2017 Pierre Boisson Auxey-Duresses 1er Cru (750ml)

2017 Pierre Boisson Auxey-Duresses 1er Cru (750ml)

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Pierre Boisson is also an old, school-age friend with Raphael Coche, son of Jean-François Coche of Domaine Coche-Dury, and the two often discuss winemaking and viticultural philosophies.

The wines of Domaine Boisson-Vadot have always been excellent, with a classic, soil-driven and racy style not encumbered by excessive new oak or battonage. Like so many of the top domaines in Burgundy, there are no secrets to the success of the Boisson-Vadot wines. Rather, the tried and true formula of a high percentage of old vines, careful vineyard husbandry each year to nurture the greatest potential of each vintage, and patient, careful winemaking in the cellars allows the unique, underlying terroirs of each vineyard to take the spotlight in the finished wines. The wines are aged in a very modest amount of new oak- no more than twenty-five to thirty percent for the top cuvées, and less for the village wines and the Bourgogne Blanc bottlings. The wines are all fermented with indigenous yeasts and go to barrel with little or no settling of the lees, after which they receive a relatively long elevage of 19-22 months, which the Boissons feel helps give the wines additional depth and refinement. Before bottling, wines receive a light fining but no filtration.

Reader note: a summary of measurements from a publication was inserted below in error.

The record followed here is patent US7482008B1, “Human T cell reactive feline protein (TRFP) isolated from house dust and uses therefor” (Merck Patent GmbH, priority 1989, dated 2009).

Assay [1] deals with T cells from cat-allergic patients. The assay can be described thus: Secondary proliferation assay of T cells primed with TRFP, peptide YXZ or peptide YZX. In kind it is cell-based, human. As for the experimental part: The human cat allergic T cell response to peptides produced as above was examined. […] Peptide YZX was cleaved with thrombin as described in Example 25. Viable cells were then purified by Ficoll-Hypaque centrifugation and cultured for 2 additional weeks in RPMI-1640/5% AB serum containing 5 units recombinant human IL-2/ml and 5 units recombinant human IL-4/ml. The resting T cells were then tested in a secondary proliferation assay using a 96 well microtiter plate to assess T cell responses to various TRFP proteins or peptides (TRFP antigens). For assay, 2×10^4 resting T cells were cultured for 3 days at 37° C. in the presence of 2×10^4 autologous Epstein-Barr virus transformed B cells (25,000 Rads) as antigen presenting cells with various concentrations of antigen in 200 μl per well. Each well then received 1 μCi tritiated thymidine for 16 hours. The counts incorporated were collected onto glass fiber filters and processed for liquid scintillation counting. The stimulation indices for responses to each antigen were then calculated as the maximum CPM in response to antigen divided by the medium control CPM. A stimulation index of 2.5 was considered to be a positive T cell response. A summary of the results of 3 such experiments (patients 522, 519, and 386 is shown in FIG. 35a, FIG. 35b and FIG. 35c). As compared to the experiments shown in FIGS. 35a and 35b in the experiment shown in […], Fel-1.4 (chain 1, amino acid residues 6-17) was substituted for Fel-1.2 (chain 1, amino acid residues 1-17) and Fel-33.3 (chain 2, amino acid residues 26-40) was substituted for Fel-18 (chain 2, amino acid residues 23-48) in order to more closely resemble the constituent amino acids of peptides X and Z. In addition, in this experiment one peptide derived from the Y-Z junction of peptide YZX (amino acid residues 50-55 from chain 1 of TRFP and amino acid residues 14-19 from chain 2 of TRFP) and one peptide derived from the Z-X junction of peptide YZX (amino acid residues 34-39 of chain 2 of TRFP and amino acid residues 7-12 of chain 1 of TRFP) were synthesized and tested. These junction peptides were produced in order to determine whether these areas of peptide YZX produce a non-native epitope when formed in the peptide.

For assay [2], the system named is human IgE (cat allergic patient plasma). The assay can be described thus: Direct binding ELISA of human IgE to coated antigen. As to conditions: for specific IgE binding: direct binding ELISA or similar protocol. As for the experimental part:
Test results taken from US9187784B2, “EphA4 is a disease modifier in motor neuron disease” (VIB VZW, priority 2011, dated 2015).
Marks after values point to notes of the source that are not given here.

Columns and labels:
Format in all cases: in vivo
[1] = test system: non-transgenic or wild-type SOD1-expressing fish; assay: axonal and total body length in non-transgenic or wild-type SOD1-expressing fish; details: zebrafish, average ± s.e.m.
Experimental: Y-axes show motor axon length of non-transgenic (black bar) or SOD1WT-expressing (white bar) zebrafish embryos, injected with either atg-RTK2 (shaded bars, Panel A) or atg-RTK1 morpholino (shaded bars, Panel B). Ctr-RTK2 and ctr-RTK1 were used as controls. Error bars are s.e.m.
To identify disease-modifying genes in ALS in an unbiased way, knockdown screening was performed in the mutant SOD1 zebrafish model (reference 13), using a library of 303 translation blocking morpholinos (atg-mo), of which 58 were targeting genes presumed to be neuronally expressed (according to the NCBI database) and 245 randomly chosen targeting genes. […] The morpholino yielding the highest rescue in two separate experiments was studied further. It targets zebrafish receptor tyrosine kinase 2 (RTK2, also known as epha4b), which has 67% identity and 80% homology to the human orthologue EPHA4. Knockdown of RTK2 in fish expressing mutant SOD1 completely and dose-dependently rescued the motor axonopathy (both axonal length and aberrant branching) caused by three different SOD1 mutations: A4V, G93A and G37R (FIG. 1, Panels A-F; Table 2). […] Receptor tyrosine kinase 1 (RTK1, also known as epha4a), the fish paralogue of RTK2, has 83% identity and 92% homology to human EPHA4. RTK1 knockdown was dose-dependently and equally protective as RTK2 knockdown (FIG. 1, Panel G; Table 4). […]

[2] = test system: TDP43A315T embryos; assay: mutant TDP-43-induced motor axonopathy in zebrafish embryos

The wines of Boisson-Vadot, Pierre Boisson and Anne Boisson are all produced collaboratively at the family's cellars in Meursault. The hierarchy starts with the domaine’s excellent Bourgogne Blanc, from vines in the village of Meursault, which could easily be mistaken for a Meursault with its broad texture and hints of lime, nuts and honey. Pierre Boisson makes a village Meursault from his grandmother’s vineyards (30-50 year old vines in the lieu-dits of Criots and Perchots) that is a textbook example of the appellation, with the hazelnut-tinged fruit of the village coupled to lovely minerality and notes of lime zest. The domaine also makes three distinct village wine bottlings, from three of the best lieux dits in Meursault: Sous la Velle (under Anne Boisson); Grands Charrons (planted in 1988) and Chevalières (planted in 1982). The Grands Charrons bottling is the exhuberant of the three ("the most Meursault-y" says Bernard). The Sous la Velle is broad yet refined, perhaps a slightly toned down version of the Grand Charrons. Lastly, the Chevalières is racier and more mineral in profile, with a tighter fruit component in its youth. All the wines are excellent and quite age-worthy, and behave much more like top premier crus than they do village wines.